Answer: They didn't. They pulled numbers out of the air.
The other day the morning paper contained a short unsigned Associated Press filler piece titled, "Report: Extending jobless benefits creates jobs" in which AP says the following:
Washington -- Extending the current level of long-term unemployment benefits for another year would add 300,000 jobs to the economy, according to a report from the Congressional Budget Office.
The Washington Post elaborates:
The report notes that extending unemployment insurance is a particularly effective form of stimulus when the economy is still struggling. That’s because jobless workers who receive benefits are extremely likely to spend the money right away. So, the CBO estimates, if Congress extends all the programs, GDP will likely be 0.2 points higher and employment will be 300,000 higher at the end of 2013 than if Congress does nothing at all.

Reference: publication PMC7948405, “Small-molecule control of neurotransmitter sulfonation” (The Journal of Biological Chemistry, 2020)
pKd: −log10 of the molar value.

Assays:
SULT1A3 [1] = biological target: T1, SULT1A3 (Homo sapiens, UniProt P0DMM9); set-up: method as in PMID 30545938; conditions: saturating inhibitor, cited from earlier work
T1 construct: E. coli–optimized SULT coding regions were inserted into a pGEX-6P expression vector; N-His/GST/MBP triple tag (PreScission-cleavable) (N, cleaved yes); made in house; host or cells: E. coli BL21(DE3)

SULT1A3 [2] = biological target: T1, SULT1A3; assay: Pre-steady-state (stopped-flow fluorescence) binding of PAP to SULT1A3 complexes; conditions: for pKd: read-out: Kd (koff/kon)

[They are referring to the CBO report of 11/28/2012. Click Unemployment Insurance in the Wake of the Recent Recession to get the CBO summary, and download the full PDF here.]
One not so minor problem: The economy is much too complex to make predictions like that and expect them to come true. And another contributing factor that can't be measured is the rampant fear present today that things will only get worse.
The report says that the CBO estimates that if unemployment benefits are extended the payoff to the GDP will $1.10 for every $1.00 of budgetary cost in 2013. And they don't admit it, but that's just a wild guess. Researchers are all over the map on whether or how much government stimuli influences the GDP.
Valarie Ramey has analyzed the research on the effects of stimuli on GDP, and she reported in a podcast interview by Russ Roberts with her last year that the effect varied from about $0.80 to $1.20 increase in GDP for every $1.00 the government spent. Download or listen to that interview at econtalk.org.
In any event, here's some good news for the unemployed. The CBO currently has four job openings. Go for it. Their standards really can't be very high.